Wednesday, December 22, 2021
Thursday, December 9, 2021
Saturday, November 27, 2021
This morning, predawn; a hobbled greybeard walks the dew path toward the fox hollow road; oakwood smoke in the air below the last half moon of winter; the slightest hint of stars swirling beyond the eastern tree tops, above the winding valley branch. Wrens and redbirds staccato in the maples before the crows take flight. All the players are in their proper place for the shooting star, brighter than the moon, from zenith to the valley in a second; a moment only, but in that flash, a greybeard becomes a boy once again, a child of wonder once again, wishing on a star.
Thursday, November 18, 2021
Saturday, November 13, 2021
Thursday, November 11, 2021
Life is heavy loaded on my shoulder in the long shadows of late November; my cottage is cold, and quiet in candlelight, but out beyond the gate, our ancient mother calls me to the dance of dayend. Just before the sun sets behind the line of tall pines, I, in my winter wool, walk out into the silence, to stand still on my step, as the wood wind begins.
Curled, crisp oak leaves, like field mice, skitter and click across the cobblestones, beneath leafless locust branches that sway in hypnotic joy, as the senior silver maple joins the whispering rhythm. A kettle of vultures’ allemande left, above the east valley branch, seems like silhouettes of graceful angels in the air. Beyond their flight, clouds circle from the north in silence surrounding, miming the sun’s last rhyme. The waxing moon, the soloist on this stage, rises slowly, softly, higher into the vault of heaven.
Beneath the woodwind’s whisper, I join the dance as the circle's still center, while the unseen symphony, the ancient mother, whirls around me. I am the still, steady beat of breathing in, breathing out. The still dancing.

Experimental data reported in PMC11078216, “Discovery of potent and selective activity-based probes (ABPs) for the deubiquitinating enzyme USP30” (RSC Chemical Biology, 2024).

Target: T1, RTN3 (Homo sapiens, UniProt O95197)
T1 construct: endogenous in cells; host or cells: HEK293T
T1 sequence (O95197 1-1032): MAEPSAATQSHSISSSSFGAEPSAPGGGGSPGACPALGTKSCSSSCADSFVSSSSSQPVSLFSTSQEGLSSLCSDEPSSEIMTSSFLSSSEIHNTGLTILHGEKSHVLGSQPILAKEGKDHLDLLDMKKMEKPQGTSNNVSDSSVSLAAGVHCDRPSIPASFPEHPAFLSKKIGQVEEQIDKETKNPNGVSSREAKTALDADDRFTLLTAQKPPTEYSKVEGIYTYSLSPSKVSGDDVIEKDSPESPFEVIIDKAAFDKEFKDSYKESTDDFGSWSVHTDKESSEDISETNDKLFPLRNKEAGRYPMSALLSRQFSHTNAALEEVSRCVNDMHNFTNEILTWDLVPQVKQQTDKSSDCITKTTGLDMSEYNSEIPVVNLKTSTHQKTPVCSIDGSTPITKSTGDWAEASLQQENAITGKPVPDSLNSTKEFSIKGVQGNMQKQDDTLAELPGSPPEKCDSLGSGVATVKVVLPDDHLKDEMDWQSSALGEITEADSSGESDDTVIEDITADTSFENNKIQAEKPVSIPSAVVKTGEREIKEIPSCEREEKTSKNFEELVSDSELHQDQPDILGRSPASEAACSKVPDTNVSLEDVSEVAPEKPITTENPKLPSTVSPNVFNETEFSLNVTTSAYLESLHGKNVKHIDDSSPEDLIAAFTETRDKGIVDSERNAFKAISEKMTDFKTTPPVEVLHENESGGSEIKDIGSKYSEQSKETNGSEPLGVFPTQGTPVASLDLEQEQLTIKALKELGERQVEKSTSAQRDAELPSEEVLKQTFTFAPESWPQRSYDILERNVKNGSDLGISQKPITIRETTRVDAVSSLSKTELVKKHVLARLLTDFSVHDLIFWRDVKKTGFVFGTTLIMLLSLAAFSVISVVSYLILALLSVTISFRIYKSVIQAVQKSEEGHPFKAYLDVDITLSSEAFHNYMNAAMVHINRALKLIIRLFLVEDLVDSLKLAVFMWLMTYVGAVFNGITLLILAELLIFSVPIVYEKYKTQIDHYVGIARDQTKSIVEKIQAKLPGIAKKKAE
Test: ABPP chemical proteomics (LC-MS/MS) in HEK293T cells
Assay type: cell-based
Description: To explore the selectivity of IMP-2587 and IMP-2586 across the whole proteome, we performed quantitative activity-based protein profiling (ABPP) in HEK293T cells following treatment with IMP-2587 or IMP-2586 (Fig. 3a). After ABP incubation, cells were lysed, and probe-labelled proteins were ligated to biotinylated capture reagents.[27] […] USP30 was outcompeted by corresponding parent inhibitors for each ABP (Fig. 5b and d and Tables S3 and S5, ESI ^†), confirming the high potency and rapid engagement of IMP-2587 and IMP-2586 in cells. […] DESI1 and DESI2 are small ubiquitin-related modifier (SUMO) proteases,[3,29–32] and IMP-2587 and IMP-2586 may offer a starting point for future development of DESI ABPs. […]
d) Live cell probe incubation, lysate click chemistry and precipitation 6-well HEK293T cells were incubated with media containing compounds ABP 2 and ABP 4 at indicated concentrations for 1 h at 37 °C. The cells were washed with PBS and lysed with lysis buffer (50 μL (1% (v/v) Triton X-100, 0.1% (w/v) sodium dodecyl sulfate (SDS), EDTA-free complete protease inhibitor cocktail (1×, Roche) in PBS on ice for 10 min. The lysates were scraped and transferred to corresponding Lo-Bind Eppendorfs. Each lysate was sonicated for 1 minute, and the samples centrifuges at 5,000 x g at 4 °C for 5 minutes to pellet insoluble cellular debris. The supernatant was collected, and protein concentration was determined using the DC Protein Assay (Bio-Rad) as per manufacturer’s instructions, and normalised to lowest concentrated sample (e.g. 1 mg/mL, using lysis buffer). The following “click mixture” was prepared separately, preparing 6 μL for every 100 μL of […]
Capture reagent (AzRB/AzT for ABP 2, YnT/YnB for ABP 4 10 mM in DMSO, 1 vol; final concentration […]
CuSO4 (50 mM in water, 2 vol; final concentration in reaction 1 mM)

A flutter of dark-eyed juncos trill, and scratch at the pine needle floor, searching, in this day's leaving light, for the last sunflower seeds of the season; the dance slowing into winter rest, listening close, attuned to the still breathing in, and breathing out. Still.
Monday, September 13, 2021
Art is a story; that’s the way I’ve always worked at it. Telling your personal story is a path cut out of the wilderness, if your art is to be your truth.
My L'assemblage Artwork is a metaphor of the books we carry inside ourselves. Unlike the baggage we carry, these books are positive memories and values; the books we’ve read, the stories and poems we’ve written out on the fragile parchment of our hearts, in the margins, in the ink of tears and elation, the lessons and loves that we hold forever dear, deeply in that breast pocket of our soul coat.
These are our ancient pages, tied together with twine, held together by heart and hope. This book contains every hand you ever held, every heart you ever touched; these are the written receipts for paid attention.
Michael Douglas Jones ©2021
Sunday, July 11, 2021
We were never nomads; our land was patented to Thomas Jones in 1719, and here we are still, and here we will be in 100 years, unless the forces that pull and push this land intercede and leave this farm fallow; this soil unseeded.
The latest and largest battle at the Wilderness has ended; that bees’ nest of sabers and pistols; the buzz and whistle of savage stings all around our heads; arms flailing wildly with reins in one hand, a sword in the other; wild-eyed horses colliding in confused canter, and we now witness the aftermath. Wagons and walkers pass each day, all on their way to somewhere away from the Wilderness. Our once thick forests of pine have been burned again, leaving charred stumps and hordes of burning, shrieking skulls.